Blue Orchard Mason Bee Calendar
For the Willamette Valley- check with your extension office for dates in your area.
January - June
Provide water, mud and early flowering plants. Mason Bees prefer natives.
Put out Mason Bee blocks or tubes in your houses (not the cocoons yet). Depending on the weather, Mason bees nesting houses, blocks and tubes can be put out in mid or late February, but by early March at the latest. A local population of Mason bees that did not emerge from your nesting system may be looking for “holes” to place their eggs.
Late March - mid April
Put 1/2 to 1/3 out your cocoons in late March and the rest 1-2 weeks later. (25 Minimum in each batch) The weather will determine when you put out the cocoons. Look for temps of 50-55° for 3 or more days in a row with no heavy rain forecast. All cocoons should be out no later than mid April Do not fill the emergence tube more than half full. If your cocoons are in your refrigerator, where they should be they will be OK there while waiting for good bee weather. Other factors to consider: are lots of flowers available now?
Take Tubes or Blocks and place them inside a paper bag- fold over- staple. This is to protect the cocoons from a parasitoid wasp that feeds on the bees as well as to protect them from mice, earwigs, and ants. Place in a warm, but not hot location, so the bees are warm enough to complete their development. (ie, garage-but not hot top shelf or a closet)
Harvest cocoons from blocks or tubes.
October – March
Store cocoons in your refrigerator. (In frost free refrigerators, near the cocoons add a small cup of water with a damp paper towel that acts as a wick to maintain humidity in the container.)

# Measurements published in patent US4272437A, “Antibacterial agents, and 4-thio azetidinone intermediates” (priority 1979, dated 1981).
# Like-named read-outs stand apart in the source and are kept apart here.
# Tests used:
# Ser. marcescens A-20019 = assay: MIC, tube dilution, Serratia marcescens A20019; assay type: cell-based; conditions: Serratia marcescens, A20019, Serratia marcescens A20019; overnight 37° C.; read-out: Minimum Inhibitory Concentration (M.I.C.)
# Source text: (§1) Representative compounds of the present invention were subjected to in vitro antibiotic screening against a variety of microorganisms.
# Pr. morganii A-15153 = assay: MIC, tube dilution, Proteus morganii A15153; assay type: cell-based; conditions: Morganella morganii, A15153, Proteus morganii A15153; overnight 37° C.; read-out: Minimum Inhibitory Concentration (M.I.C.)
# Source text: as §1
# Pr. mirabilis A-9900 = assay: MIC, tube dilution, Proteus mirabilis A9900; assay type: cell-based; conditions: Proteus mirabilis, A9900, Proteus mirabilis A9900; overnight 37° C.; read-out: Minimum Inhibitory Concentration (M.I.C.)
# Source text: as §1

Cocoon Harvest Workshops
Registration opens in September. Preregistration is required due to space limitations. Register and see workshop locations/times at the Linn County Master Gardeners website, or call 541-967-3871.
Mason Bee House Placement:
Mason bees are so-called, because they use mud in the construction of their nests, however, it is actually the common substitute name used to describe bees belonging to the genus ‘Osmia’ which are part of the family ‘megachilidae’. They are sometimes called Blue Orchard Bees.
For more information check out the following Mason Bee publication: https://catalog.extension.oregonstate.edu/em9130
Stay tuned for more information on Bee Notes and at the next BEEvent Pollinator Conference.
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These posts are from Master Gardeners, as well as speakers we have had at various events concerning pollinators. Subscribe to BeeNotes to get this information delivered right to your inbox!